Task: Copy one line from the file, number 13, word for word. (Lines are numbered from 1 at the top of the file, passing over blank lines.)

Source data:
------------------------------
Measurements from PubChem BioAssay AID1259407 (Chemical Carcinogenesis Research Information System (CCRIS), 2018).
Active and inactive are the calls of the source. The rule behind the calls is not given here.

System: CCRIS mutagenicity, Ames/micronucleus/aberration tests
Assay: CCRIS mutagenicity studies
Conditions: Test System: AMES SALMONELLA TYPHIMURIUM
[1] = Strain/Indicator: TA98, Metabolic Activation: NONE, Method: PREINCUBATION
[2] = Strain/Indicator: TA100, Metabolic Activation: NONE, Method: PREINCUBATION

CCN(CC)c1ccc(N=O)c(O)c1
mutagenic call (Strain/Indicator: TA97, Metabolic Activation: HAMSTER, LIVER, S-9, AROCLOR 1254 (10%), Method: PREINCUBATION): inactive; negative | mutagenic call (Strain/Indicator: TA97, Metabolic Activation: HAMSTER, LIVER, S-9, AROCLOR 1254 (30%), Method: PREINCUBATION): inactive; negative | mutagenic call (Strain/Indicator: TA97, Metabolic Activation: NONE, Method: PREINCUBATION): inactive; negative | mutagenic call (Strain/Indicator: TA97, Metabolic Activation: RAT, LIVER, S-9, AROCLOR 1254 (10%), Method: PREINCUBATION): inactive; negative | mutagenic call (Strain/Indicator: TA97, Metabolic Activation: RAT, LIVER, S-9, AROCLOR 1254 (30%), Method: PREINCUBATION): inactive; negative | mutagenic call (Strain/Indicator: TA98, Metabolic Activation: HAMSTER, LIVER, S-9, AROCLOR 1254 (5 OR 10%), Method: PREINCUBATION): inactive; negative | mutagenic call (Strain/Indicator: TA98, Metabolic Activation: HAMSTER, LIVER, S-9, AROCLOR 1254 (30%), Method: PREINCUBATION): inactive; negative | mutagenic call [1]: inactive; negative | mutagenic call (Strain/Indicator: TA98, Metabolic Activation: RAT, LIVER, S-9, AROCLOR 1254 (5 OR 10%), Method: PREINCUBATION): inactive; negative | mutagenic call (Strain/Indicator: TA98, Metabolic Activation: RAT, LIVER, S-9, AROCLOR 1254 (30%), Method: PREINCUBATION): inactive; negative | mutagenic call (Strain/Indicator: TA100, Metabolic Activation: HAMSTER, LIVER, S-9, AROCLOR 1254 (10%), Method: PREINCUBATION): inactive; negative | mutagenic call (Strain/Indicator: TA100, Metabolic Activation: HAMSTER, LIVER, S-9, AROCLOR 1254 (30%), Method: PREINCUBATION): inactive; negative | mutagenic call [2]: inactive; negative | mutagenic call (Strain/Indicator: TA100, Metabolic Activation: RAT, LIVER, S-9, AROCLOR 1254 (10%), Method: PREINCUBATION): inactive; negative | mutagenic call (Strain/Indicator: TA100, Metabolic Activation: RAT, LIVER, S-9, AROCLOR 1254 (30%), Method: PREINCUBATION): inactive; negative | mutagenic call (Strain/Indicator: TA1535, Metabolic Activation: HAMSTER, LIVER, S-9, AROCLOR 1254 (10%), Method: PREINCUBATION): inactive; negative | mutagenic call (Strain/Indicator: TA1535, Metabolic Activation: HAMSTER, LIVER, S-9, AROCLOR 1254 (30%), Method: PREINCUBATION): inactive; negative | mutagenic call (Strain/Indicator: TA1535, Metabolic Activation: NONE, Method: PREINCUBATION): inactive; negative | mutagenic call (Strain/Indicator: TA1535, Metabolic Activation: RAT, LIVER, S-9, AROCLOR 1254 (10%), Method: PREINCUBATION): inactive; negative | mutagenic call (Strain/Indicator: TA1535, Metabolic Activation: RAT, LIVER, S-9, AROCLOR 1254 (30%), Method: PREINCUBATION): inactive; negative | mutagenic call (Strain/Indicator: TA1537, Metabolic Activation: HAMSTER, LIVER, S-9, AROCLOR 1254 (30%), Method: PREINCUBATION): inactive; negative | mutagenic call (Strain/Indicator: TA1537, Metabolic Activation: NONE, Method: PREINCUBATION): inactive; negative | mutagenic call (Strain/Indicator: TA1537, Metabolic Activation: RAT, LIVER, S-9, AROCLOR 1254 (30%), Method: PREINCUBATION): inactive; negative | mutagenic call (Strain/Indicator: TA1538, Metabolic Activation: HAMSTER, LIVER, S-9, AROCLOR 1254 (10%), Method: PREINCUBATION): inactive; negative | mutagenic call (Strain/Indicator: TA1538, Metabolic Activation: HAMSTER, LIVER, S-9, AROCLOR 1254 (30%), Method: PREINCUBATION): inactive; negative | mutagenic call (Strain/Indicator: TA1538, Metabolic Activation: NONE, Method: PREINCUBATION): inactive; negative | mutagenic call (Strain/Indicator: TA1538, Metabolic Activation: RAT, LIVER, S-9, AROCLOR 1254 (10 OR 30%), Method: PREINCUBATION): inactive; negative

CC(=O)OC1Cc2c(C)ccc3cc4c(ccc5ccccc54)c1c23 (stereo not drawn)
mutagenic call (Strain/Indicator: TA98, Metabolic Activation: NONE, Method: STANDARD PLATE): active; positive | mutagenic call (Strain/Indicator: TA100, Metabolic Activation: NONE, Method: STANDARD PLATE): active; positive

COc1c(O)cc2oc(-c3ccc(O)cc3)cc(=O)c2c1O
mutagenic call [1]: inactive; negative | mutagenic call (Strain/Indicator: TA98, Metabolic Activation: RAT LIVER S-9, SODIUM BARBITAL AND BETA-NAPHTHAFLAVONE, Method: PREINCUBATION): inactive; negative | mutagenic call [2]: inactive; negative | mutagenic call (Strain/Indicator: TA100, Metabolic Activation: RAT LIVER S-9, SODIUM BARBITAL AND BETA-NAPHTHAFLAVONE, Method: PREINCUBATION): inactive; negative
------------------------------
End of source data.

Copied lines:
mutagenic call [1]: inactive; negative | mutagenic call (Strain/Indicator: TA98, Metabolic Activation: RAT LIVER S-9, SODIUM BARBITAL AND BETA-NAPHTHAFLAVONE, Method: PREINCUBATION): inactive; negative | mutagenic call [2]: inactive; negative | mutagenic call (Strain/Indicator: TA100, Metabolic Activation: RAT LIVER S-9, SODIUM BARBITAL AND BETA-NAPHTHAFLAVONE, Method: PREINCUBATION): inactive; negative